How Viral Star Jane Oranika Is Using Music To Heal The World, One Note At A Time

When Montgomery, Alabama resident Jane Oranika first uploaded a video of her painting her dark skin “white” with concealer to joke about the then-upcoming presidency of Donald J. Trump last November, she probably never expected to become one of the brightest lights — no pun intended — that the internet has bore in quite a while.

“It was right before the final results came in,” she explained of the visual to, “and things were looking pretty dim. I was in a really sad place and as someone who hates being sad, I was trying to cheer up [a friend]. I posted it and we laughed about it, and like an hour later, when Trump was actually was elected, it blew up.”

since Twitter wanted to suspend my account ???? [original caption: Welp. #election2016]

A video posted by Chika (@oranicuhh) on

Nonetheless, the 19-year-old talent, whose hilarious video ultimately led to a temporary Twitter ban (she was allowed to post freely again about 24 hours later), has managed to take that moment of notoriety and spin it into recurrent viral gold by displaying another of her talents, music, as a way to bring healing to a society that is in desperate need of it.

As of late, Oranika, who goes by the nickname “Chika” with family and friends, has been gaining even more widespread attention through her inspirational #EgoChallenge, which, as Greatist explains, was created as a way to combat certain personal traits that people have mocked her about for years, including a prominent tooth gap and her body frame.

Since debuting her take, the movement has been emulated on by both everyday people and famous ones alike, including Danielle Brooks of Orange Is The New Black fame, who offered her up own version of the #EgoChallenge via Instagram just recently.

I've been super sick all night and all morning but this #egochallenge brought me so much joy! I had to make one myself. D-Money on the track! And #Beyoncé is pregnant.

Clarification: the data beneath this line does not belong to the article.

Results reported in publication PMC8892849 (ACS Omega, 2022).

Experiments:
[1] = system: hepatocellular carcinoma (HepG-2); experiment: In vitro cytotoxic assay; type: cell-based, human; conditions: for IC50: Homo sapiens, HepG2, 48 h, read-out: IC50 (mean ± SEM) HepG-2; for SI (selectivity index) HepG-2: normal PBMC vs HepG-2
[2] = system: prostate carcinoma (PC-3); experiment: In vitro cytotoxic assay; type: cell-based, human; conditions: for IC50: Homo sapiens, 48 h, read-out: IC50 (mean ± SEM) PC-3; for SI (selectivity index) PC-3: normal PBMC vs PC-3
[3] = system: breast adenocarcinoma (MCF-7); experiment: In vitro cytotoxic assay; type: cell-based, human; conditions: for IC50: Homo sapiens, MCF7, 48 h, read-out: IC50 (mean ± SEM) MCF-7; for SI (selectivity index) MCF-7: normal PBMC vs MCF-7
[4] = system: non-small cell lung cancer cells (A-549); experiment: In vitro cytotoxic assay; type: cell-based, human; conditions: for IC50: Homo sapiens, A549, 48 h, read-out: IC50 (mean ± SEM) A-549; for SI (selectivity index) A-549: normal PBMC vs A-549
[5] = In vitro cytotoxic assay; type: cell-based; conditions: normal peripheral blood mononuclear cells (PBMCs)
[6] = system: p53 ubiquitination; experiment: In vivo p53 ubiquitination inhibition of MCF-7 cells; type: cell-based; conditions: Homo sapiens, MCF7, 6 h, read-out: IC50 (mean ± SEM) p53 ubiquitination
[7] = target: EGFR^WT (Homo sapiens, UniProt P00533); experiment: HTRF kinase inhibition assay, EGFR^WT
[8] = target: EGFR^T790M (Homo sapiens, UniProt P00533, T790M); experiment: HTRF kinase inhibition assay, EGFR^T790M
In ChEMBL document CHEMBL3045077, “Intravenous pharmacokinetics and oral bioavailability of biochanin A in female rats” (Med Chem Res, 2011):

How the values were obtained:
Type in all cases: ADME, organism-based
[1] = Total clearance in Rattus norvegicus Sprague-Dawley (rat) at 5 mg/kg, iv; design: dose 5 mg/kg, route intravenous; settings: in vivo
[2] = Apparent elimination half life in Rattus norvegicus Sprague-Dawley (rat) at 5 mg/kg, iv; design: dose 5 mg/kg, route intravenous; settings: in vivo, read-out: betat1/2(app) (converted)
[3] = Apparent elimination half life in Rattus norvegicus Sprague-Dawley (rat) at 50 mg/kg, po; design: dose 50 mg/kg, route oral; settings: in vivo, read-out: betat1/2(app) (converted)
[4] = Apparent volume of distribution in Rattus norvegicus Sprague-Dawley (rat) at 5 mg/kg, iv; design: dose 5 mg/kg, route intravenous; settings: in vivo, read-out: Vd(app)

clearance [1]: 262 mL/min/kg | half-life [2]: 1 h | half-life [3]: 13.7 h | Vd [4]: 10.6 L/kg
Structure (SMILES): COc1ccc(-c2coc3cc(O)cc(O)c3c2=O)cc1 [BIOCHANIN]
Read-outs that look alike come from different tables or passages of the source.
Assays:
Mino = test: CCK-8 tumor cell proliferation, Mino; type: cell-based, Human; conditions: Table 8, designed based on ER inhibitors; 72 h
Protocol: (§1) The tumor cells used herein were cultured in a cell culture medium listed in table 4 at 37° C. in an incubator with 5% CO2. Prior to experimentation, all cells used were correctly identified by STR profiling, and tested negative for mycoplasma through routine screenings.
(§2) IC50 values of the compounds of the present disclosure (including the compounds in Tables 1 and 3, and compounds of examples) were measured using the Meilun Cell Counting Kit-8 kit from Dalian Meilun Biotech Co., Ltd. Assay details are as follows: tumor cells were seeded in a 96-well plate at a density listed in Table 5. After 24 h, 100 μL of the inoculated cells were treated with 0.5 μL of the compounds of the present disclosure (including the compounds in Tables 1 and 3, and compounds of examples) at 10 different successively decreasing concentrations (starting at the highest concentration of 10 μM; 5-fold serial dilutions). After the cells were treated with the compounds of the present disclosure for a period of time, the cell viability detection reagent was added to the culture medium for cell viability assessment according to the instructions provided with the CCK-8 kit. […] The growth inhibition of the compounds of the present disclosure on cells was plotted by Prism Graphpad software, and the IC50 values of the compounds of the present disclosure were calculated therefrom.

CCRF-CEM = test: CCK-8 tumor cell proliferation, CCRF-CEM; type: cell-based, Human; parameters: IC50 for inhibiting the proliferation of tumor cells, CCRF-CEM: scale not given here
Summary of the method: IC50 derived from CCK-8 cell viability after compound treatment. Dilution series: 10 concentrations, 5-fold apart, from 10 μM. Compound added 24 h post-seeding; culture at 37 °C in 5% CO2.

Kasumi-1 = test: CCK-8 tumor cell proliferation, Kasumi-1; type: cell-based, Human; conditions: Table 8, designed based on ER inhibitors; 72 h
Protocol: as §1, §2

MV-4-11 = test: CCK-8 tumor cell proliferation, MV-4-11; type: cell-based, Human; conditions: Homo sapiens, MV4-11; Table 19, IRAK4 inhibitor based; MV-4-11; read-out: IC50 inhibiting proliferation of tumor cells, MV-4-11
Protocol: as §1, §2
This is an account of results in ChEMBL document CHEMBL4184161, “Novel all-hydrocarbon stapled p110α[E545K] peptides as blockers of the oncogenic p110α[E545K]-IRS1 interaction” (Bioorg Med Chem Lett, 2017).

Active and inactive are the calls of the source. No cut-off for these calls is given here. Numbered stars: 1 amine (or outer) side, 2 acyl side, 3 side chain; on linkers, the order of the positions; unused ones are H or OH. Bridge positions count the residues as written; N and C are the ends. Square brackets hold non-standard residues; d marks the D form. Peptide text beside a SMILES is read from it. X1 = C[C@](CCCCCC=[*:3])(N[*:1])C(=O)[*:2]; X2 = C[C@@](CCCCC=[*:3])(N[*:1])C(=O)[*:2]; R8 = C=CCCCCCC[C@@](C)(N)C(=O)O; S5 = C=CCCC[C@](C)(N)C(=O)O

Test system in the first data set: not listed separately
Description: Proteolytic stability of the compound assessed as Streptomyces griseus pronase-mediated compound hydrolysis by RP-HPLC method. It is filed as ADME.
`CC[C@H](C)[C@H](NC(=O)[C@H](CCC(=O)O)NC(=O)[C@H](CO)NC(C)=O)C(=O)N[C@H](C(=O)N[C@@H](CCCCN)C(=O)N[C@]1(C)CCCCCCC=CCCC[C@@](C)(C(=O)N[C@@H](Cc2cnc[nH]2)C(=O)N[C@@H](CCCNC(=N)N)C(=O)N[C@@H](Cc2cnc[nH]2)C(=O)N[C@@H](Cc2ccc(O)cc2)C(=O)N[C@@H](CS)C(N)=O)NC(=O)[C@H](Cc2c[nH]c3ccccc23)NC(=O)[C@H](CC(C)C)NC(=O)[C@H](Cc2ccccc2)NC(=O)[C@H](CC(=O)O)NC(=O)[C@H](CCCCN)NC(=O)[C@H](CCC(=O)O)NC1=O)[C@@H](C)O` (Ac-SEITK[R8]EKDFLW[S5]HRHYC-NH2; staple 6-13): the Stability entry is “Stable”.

A video posted by Danielle Brooks (@daniebb3) on

However, as she’s already proven with this latest mention, the one thing Jane Oranika is not is a one-trick pony. Along with the remake of the underrated Beyonce tune, Jane has also touched on the sadness that many have felt following the departure of the beloved Obama family from the White House.

In another powerful video that she unveiled in January, Oranika introspectively connected with those who are worried about what what may come within these next four years, while also sharing her own feelings about saying goodbye to one of the most respected presidents in the history of this country.

“He was larger than life,” she flows in part, “bigger than black.”

“Made me rethink what was holding me back, and killed each excuse that I had to be anything less than successful.”

Her followers, which have grown significantly since her mildly criticized “whitewashing” video, often heap large amounts of praise of Oranika on the daily, which the friendly social media user never hesitates to respond to with words of gratitude and respect.

Strong in her ways and passionate about her beliefs, Oranika’s actions have occasionally brought trouble to her life offline as well as on. A December 2015 report from Alabama Local News noted how posters Jane composed to loan her voice to the Black Lives Matter movement led to a suspension from her Alma mater, Booker T. Washington High School.

“I thought that these posters would make a simple statement that is indisputable and that, if taken the right way, would create a sense of solidarity amongst our diverse student body,” Oranika stated in response.


A photo posted by Chika (@oranicuhh) on

Unsurprisingly, most stood by the influential Jane, just as they do today, and challenged the school board to rescind her punishment, which they ultimately did.

Those who wish to follow Jane Oranika on her social media accounts can do so via her Twitter and Instagram profiles.

[Featured Image by Jane Oranika/Instagram]